>>>> balancing/distributing algorithms an optional flag which could maybe part of
>>>> the flag set in zmq_setsockopts().
>>> Discussion is always good.  I see two possible types of distribution algorithm:
>>> * Stateless distribution, which works with no knowledge of the state
>>> of the workers.  We currently have round-robin but random scatter
>>> could be an alternative.  This could be trivially added as a socket
>>> option on REQ/XREQ and PUSH.
>>> * Stateful distribution, which requires data back from workers to make
>>> an informed choice.  This cannot work with PUSH without significant
>>> changes.  It can work with REQ/REP if we use the REQ to return state.
>>> The service (REP side) can then distribute work to the client workers
>>> (REQ side) based on any algorithm it likes.  I'd assume (but need to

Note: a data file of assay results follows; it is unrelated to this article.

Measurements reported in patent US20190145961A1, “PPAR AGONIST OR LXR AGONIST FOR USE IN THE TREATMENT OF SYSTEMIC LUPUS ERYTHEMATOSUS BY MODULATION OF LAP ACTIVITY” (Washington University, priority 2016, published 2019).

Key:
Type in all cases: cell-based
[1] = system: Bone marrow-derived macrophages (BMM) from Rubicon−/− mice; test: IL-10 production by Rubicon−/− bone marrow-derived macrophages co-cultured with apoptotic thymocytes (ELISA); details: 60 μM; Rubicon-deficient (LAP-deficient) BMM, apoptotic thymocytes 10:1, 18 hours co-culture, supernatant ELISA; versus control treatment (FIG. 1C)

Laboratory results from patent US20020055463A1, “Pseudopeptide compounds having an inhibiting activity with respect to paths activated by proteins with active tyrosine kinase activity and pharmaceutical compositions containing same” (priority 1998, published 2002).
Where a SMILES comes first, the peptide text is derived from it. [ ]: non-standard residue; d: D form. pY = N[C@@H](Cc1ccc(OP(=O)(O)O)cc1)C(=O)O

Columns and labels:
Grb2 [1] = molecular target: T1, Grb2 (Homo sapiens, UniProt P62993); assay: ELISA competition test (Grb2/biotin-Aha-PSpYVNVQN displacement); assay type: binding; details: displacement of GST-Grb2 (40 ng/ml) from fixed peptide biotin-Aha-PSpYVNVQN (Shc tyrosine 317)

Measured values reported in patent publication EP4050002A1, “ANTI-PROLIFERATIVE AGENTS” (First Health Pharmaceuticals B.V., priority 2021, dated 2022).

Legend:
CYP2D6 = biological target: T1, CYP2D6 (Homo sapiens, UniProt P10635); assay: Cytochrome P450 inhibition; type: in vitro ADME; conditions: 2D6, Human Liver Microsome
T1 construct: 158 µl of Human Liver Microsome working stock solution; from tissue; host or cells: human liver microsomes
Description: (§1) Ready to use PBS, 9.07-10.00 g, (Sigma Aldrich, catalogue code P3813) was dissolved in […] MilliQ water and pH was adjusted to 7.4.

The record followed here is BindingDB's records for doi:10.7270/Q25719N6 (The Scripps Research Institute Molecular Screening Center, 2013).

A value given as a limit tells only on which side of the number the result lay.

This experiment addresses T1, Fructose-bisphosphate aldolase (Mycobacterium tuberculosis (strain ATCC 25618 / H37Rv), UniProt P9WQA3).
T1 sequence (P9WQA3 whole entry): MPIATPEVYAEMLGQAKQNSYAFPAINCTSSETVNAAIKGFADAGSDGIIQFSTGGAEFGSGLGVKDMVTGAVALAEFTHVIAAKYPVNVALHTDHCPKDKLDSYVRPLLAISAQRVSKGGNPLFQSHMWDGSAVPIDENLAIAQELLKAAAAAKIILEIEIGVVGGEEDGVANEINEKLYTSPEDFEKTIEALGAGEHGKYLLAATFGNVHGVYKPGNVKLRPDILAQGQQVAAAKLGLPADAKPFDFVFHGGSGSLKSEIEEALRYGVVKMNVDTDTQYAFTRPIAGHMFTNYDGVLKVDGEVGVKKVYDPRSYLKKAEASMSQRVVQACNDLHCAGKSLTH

>>> try) that with XREQ/XREP and identities, it's 100% customizable.
>>>> Using other mechanisms to overcome the built in round-robin, for example,
>>>> defeats the efficiency of 0mq and therefore it needs to be built-in, imo.
>>> Not really... so long as you're not trying to distribute over multiple
>>> sockets, it's fine.
>>> The other idea is to wait for policy/transport separation
>>> (http://www.zeromq.org/docs:3_0) and then define your own socket types
>>> with specific distribution algorithms.
>>> -
>>> Pieter Hintjens
>>> iMatix - www.imatix.com
>>> _______________________________________________
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>>> zeromq-dev at lists.zeromq.org
>>> http://lists.zeromq.org/mailman/listinfo/zeromq-dev